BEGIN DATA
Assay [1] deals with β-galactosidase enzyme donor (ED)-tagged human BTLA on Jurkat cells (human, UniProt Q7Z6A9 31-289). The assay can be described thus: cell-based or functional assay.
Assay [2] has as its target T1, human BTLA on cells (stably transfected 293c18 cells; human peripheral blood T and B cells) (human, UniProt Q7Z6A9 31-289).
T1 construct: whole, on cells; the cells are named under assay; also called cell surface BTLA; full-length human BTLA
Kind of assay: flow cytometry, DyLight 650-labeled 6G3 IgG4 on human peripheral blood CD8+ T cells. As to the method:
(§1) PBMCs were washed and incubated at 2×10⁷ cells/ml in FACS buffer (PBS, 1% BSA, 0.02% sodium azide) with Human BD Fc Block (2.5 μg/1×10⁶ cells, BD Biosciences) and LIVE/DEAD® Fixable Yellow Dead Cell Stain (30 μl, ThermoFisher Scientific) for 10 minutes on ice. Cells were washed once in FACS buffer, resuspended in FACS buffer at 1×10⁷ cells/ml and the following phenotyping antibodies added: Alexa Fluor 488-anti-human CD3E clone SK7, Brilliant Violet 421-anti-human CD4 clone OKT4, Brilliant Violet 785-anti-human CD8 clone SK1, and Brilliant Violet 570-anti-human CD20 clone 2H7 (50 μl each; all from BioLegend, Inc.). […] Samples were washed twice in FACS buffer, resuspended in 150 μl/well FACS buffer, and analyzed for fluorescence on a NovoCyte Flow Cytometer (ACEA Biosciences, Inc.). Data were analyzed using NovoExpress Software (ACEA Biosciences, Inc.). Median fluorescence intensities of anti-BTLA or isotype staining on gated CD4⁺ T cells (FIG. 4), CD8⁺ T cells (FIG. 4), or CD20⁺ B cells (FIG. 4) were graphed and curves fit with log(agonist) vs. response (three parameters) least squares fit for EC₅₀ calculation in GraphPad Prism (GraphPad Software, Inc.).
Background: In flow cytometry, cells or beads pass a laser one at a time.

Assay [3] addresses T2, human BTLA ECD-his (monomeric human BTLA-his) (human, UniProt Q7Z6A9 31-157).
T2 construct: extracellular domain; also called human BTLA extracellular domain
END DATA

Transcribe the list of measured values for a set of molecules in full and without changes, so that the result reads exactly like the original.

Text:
Assay [1] deals with β-galactosidase enzyme donor (ED)-tagged human BTLA on Jurkat cells (human, UniProt Q7Z6A9 31-289). The assay can be described thus: cell-based or functional assay.
Assay [2] has as its target T1, human BTLA on cells (stably transfected 293c18 cells; human peripheral blood T and B cells) (human, UniProt Q7Z6A9 31-289).
T1 construct: whole, on cells; the cells are named under assay; also called cell surface BTLA; full-length human BTLA
Kind of assay: flow cytometry, DyLight 650-labeled 6G3 IgG4 on human peripheral blood CD8+ T cells. As to the method:
(§1) PBMCs were washed and incubated at 2×10⁷ cells/ml in FACS buffer (PBS, 1% BSA, 0.02% sodium azide) with Human BD Fc Block (2.5 μg/1×10⁶ cells, BD Biosciences) and LIVE/DEAD® Fixable Yellow Dead Cell Stain (30 μl, ThermoFisher Scientific) for 10 minutes on ice. Cells were washed once in FACS buffer, resuspended in FACS buffer at 1×10⁷ cells/ml and the following phenotyping antibodies added: Alexa Fluor 488-anti-human CD3E clone SK7, Brilliant Violet 421-anti-human CD4 clone OKT4, Brilliant Violet 785-anti-human CD8 clone SK1, and Brilliant Violet 570-anti-human CD20 clone 2H7 (50 μl each; all from BioLegend, Inc.). […] Samples were washed twice in FACS buffer, resuspended in 150 μl/well FACS buffer, and analyzed for fluorescence on a NovoCyte Flow Cytometer (ACEA Biosciences, Inc.). Data were analyzed using NovoExpress Software (ACEA Biosciences, Inc.). Median fluorescence intensities of anti-BTLA or isotype staining on gated CD4⁺ T cells (FIG. 4), CD8⁺ T cells (FIG. 4), or CD20⁺ B cells (FIG. 4) were graphed and curves fit with log(agonist) vs. response (three parameters) least squares fit for EC₅₀ calculation in GraphPad Prism (GraphPad Software, Inc.).
Background: In flow cytometry, cells or beads pass a laser one at a time.

Assay [3] addresses T2, human BTLA ECD-his (monomeric human BTLA-his) (human, UniProt Q7Z6A9 31-157).
T2 construct: extracellular domain; also called human BTLA extracellular domain